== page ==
4-year-old Colin who was non-verbal when we met him, went from using aggression and tantrums as his way of communicating to independently using a communication device and adopting coping skills. All thanks to the hard work of Colin, a collaborative approach, and his committed family.
When we first met Colin and his family
When, Emily Urban, then a clinical specialist, first met 4-year-old Colin in 2020 prior to our East Valley Center in Mesa opening, his family was seeking services to help Colin learn to communicate, be independent and reduce his need to engage in aggression. With displays of aggression up to 7 times per hour, his family decided to pull him out of preschool and needed a place they could trust to appropriately support their child.
Having few ways to communicate, Colin would drag his family by the hand to attempt to indicate what he wanted. He also had difficulty accepting change. For example, if one of his beloved stuffed animals were missing, he would engage in a long tantrum that was difficult to manage. His family was eager to see Colin learn, communicate and be happier throughout his day.
Since Colin hadn’t had previous ABA services, the first step was to write a strong intervention plan and figure out how to start teaching skills he could use in place of engaging in challenging behaviors when trying to communicate his needs.
First steps of progress
Emily and Colin’s behavior technicians started with a picture exchange system as the first step in finding a way for him to communicate. With the advocacy of the speech therapy team, who were also brought into the coordinated plan, they were able to get Colin an AAC device and from there, he began to blossom! At last, he was finally able to communicate what he needed and could advocate for himself! Of critical importance to Colin? Being able to add stuffed animals to the device!
Next up was teaching Colin skills about how to cope with his feelings, adjust to change, and use his communication skills to connect to those around him.
So, the team zeroed in on Colin’s interests and have continued to use them in his therapy, for example:
In the past, Colin’s family expressed that he would become upset getting ready to go to preschool each day. However, within a couple of weeks of attending therapy at our East Valley Clinic, his parents reported that he was excited to come play with his team, grabbing his backpack (and even starting his own bath to get ready!) And these days, it no longer surprises them to find him a bit bummed on Saturdays when it isn’t a therapy day.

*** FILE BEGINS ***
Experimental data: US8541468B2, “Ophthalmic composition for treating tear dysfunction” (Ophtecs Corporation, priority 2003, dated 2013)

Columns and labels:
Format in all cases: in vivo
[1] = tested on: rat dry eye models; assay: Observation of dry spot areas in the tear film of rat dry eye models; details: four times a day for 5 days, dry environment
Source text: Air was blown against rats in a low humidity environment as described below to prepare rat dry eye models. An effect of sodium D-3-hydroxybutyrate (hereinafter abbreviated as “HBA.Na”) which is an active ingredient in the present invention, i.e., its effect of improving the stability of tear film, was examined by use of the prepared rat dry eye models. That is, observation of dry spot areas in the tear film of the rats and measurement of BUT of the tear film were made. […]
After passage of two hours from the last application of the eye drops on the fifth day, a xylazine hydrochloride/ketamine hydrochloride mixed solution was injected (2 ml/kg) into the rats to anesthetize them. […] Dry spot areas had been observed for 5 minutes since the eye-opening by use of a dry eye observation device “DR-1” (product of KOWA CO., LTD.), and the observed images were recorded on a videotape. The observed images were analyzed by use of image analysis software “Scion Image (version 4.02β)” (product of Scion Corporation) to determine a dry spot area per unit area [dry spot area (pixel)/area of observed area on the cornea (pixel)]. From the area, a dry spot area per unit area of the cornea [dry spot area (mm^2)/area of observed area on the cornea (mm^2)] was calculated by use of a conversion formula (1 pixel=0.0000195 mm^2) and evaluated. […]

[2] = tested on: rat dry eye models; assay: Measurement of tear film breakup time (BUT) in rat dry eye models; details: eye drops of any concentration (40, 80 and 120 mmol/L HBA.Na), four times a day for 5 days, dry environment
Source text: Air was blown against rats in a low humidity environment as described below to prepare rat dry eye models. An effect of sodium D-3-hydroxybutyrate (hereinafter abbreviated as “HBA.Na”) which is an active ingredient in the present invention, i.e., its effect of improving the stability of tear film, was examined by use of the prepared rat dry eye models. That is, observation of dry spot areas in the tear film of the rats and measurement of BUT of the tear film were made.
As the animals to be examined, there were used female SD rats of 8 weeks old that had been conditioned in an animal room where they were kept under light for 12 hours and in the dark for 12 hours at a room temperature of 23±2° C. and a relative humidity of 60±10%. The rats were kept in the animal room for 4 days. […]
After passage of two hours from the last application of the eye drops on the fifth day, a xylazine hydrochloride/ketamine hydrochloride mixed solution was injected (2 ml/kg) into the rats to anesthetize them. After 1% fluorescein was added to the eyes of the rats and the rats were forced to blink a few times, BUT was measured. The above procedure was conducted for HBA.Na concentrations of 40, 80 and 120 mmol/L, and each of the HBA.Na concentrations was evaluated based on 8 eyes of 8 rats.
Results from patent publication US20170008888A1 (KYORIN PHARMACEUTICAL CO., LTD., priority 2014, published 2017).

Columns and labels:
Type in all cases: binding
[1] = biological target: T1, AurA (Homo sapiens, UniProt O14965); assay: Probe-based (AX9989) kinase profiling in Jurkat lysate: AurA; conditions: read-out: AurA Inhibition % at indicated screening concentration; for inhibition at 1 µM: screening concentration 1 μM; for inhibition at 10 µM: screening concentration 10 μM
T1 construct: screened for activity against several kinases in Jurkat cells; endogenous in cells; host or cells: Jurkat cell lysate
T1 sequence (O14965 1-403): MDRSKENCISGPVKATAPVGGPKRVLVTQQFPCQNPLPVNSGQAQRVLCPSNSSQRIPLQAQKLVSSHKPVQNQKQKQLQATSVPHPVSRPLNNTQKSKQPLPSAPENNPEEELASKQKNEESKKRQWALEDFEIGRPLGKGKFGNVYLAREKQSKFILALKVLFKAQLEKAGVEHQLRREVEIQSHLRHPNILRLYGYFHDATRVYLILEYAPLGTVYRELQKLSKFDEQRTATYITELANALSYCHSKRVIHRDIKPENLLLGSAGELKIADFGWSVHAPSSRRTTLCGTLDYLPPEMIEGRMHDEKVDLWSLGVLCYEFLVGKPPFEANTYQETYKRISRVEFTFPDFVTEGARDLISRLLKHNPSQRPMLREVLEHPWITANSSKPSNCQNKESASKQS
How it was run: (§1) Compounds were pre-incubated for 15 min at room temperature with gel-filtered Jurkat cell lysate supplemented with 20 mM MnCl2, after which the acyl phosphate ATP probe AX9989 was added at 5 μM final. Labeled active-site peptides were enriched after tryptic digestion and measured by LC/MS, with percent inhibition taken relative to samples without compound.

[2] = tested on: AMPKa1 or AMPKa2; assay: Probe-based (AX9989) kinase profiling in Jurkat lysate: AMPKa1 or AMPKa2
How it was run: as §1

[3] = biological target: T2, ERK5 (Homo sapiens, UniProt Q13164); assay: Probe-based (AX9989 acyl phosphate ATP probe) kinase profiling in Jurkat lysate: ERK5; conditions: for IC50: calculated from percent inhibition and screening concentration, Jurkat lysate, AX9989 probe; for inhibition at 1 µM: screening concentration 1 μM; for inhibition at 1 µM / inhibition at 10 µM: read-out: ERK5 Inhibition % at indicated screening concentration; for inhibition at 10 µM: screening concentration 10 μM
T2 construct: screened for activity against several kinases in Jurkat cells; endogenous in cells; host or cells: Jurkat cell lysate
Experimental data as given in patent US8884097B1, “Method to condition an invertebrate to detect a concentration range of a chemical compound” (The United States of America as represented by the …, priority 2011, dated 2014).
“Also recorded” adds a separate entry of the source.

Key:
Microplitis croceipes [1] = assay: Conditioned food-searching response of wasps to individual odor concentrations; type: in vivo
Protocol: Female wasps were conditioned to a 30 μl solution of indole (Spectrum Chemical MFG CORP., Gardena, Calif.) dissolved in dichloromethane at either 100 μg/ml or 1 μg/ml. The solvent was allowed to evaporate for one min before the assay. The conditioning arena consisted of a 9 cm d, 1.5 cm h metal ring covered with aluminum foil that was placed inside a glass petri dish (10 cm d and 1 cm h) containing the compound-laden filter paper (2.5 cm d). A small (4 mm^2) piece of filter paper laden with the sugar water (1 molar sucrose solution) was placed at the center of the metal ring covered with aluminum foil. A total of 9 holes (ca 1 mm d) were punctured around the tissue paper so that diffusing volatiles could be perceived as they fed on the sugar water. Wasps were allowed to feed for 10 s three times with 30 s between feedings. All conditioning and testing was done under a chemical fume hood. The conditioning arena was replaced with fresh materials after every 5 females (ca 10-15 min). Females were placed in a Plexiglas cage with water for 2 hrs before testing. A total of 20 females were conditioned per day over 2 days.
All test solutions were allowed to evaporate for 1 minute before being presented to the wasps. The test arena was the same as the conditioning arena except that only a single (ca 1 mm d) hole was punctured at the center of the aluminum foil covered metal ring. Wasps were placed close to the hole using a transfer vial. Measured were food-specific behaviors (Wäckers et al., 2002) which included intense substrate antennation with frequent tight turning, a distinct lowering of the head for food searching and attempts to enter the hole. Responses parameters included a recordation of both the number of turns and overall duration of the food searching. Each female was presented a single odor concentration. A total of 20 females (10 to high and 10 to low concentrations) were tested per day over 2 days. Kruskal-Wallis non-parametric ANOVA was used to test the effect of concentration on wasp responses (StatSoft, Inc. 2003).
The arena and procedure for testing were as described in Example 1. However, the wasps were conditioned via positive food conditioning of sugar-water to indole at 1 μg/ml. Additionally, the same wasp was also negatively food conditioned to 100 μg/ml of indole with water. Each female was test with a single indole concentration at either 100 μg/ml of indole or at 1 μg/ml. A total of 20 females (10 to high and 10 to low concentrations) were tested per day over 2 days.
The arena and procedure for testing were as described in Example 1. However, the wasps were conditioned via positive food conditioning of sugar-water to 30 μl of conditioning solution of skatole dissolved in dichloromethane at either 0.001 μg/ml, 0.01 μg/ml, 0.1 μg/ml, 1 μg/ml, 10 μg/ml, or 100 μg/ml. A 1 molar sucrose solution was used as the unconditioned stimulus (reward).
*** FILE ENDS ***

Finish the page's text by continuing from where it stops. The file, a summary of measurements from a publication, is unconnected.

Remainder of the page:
One of the new ways Colin has learned to deal with frustration is he can stomp his feet or squeeze his beloved Sonic the Hedgehog stuffed animal, rather than becoming aggressive. Sonic goes everywhere with Colin, and it isn’t just a toy, it is a critical coping mechanism for him.
Due to the positive changes for Colin, his family is now confident Colin can be successful in a variety of settings and he can communicate his needs effectively to connect with others. For example, going to his brother’s basketball games, safely sitting on grandparents’ laps, and making TikTok videos with his sister. His pre-teen sister has also become his own personal at-home therapist working with him on skills such as toileting, sorting items and writing; if he starts to get frustrated, his sister will say, “Well if I don’t do this with him, he will never learn.”
What’s Next for Colin?
Still in therapy 2.5 years later, the team is now supporting the family in having Colin begin school again. After touring schools with his mother, she has decided on a location, and the family is feeling confident in sending him now that Colin has self-help, communication, and coping skills. Colin will continue his work with us after school part time with focused ABA, speech therapy and OT.
More from Emily Urban, Senior Clinical Supervisor:
Colin’s story is why Emily Urban does what she does. When she was doing her bachelor’s degree, she was interested in counseling and identified how much she loved working with families. Seeing a job posting for a behavior technician role with us, she fell in love with the world of autism treatment. And from there, she went on to become a licensed behavioral analyst. When asked what it is about her field and role that motives her, Emily says:
“The science of ABA; to see the data to support what we’re doing. I get to work directly with the kiddo and have a strong relationship with the family; seeing the life-changing transformation means everything!”
Contact our Family Support Team if you would like to learn how to get started with Speech and Language Therapy or any other programs and services that we offer. Our Family Support Team is always available to help and is available at no charge to all members of the autism and developmental disability community. Schedule a free phone appointment that works with your schedule by visiting azaunited.org/supportcall
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